Physics, or the study of nature, considers existence not as it is in itself, but so far as it participates in movement. The works of nature differ from the products of art, for while the latter has no tendency to change, nature is essentially spontaneous and self-determining. Nature, however, does not determine this internal activity except according to definite law. There is no accident in nature. "Nature," he says, "does nothing in vain." She is always striving after the best. Everything in the world has an end in view. If nature does not always attain to perfection or to the realization of the idea, it is because it has to contend with matter, which is at once the vehicle and the obstacle of its realization. Hence nature must often be content with the less perfect. The end of all terrestrial life is man. In comparison with man, Aristotle considers woman generally as something maimed, incomplete—nature’s failure; and the other animals he finds still more deficient. Did nature act with full consciousness these imperfect formations would not exist.

In his purely physical works, Aristotle considers the universal conditions of all natural existence to be motion, space, time. These elements he reduces to the two principles already considered—potentiality and actuality.

Motion is the transition of the possible into the actual. Space is the possibility of motion, and is infinitely divisible. Time is the measure of motion, and is also divisible and expressible in numbers.

Aristotle derives from his idea of motion his theory of the universe in his work De Coelo. The world is globe-shaped, circular, the most perfect form. The heaven, which is composed of ether, stands in immediate contact with the first cause. The stars, which are passionless, eternal, and in restless activity, come next in order. The earth-ball is in the middle of the world, and is furthest from the prime mover and least participant of divinity. All nature exhibits a progressive series of organisms rising from inorganic matter, to plants and animals. That which produces the movement from one condition to another is the principle of life or the soul of things. Life is defined in the power of self-movement. The word ψυχή is not limited to intelligence, it is the living power in things. Even in plants soul is present, in virtue of which they are able to assimilate what is needful for their support and to propagate themselves. In animals the soul manifests itself in sensation, desire, and locomotion. The functions of this principle are directed and restrained by a moderating power which is wanting in plant life. Man is the goal of all the various forms of life. While in the plants the soul is the principle of nourishment, and in animals also, the source of sensation and the principle of production, in man there is added the fourth power, the νοῡς, or active reason, which comprehends all the other principles, and has besides a power of imagination, of memory, and of free will.

In his first book of the De Anima, Aristotle presents an elaborate discussion of the nature of the soul. He begins by refuting some of the views held by his predecessors. The soul is not simply a distinct entity from the body. Nor is it a mere harmony of the body or blending of opposites. Nor is it one of the four elements nor even a compound of the four. There is something in it which defies all analysis and transcends all material conditions. In no sense can it be conceived as corporeal. The soul must be conceived as the form of the body, related as form to matter. Soul and body are not therefore two distinct things, but one in two different aspects. The soul is not the body, but it belongs to the body. It is the power which the living body possesses but the lifeless body lacks. It is, in short, the end for which the body exists— the final cause of its being.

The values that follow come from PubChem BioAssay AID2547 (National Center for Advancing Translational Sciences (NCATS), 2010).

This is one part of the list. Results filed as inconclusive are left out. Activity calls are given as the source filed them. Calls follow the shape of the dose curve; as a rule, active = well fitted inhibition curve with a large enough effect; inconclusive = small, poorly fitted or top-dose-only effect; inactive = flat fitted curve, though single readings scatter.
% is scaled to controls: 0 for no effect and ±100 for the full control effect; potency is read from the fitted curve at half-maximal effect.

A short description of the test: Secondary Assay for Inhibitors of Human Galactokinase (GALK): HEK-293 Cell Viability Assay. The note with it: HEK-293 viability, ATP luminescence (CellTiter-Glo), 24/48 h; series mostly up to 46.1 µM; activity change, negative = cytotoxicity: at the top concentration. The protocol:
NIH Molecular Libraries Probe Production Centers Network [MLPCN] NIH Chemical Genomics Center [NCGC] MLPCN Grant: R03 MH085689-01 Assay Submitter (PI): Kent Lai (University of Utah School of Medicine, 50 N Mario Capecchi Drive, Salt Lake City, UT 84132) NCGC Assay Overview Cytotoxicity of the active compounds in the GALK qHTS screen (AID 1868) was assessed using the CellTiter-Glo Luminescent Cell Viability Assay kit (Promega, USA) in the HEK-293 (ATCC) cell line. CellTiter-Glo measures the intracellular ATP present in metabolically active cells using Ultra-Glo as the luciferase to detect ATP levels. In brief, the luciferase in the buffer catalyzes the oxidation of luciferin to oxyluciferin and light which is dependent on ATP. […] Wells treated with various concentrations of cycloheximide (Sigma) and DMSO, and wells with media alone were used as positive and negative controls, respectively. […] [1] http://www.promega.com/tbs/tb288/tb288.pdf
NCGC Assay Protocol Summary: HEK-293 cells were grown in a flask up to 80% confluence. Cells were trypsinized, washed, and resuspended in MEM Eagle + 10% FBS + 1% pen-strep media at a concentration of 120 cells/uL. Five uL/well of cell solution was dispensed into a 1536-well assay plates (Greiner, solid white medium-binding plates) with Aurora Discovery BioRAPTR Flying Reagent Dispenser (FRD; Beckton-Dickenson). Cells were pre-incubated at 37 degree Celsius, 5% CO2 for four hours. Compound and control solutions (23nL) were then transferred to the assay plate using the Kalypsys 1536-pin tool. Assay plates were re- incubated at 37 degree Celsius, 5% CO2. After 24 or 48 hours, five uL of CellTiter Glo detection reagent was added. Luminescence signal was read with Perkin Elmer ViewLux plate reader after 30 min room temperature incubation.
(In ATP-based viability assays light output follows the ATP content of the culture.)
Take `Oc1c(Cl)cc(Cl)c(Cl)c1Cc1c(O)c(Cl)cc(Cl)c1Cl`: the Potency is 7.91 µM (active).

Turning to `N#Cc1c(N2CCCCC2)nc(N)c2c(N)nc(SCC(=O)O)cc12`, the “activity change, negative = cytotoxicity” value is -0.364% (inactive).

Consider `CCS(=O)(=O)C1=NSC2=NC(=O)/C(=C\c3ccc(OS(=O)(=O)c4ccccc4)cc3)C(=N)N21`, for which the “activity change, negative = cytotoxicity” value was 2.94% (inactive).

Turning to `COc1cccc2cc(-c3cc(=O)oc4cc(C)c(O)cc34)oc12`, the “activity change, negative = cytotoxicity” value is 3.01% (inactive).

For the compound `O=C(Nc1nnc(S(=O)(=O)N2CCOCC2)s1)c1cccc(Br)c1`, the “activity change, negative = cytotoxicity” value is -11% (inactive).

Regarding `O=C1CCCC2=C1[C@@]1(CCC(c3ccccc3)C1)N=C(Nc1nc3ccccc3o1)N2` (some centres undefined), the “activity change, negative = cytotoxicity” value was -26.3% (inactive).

But while the soul, which is the radical principle of all life, is one, we may distinguish its several faculties. These are nutritive, sensitive, appetitive, locomotive and rational.

Of these the sensitive and rational are the most important. Sensation is the faculty "by which we receive the forms of sensible things, as the wax receives the figure of the seal without the metal of which the seal is composed." There are five external senses. In addition to these there are internal senses, of which memory and imagination are examples.

The intellect (νοῡς), which constitutes what is specific in man, is the faculty by which intellectual knowledge is acquired. It differs from the sensitive faculties in that it has for its object the abstract and universal. It may be called the "locus of ideas," in so far as it is there that ideas are received. But it must be remembered that Aristotle gives no countenance to the doctrine of innate ideas. All knowledge comes through the senses, and the intellect in no way creates the concept, though it is improper to attribute to him the view that the mind is a tabula rasa, afterward maintained by Locke. If Aristotle speaks of the "passive" intellect and distinguishes it from the "active" (though there is much diversity of opinion as to his meaning), it is possible that he intended the active reason to be regarded as the intellect in its purity, independent of and unaffected by matter—reason as it exists in God; whereas by the passivity of reason he implied reason as it is in man, subject to the impressions of the senses.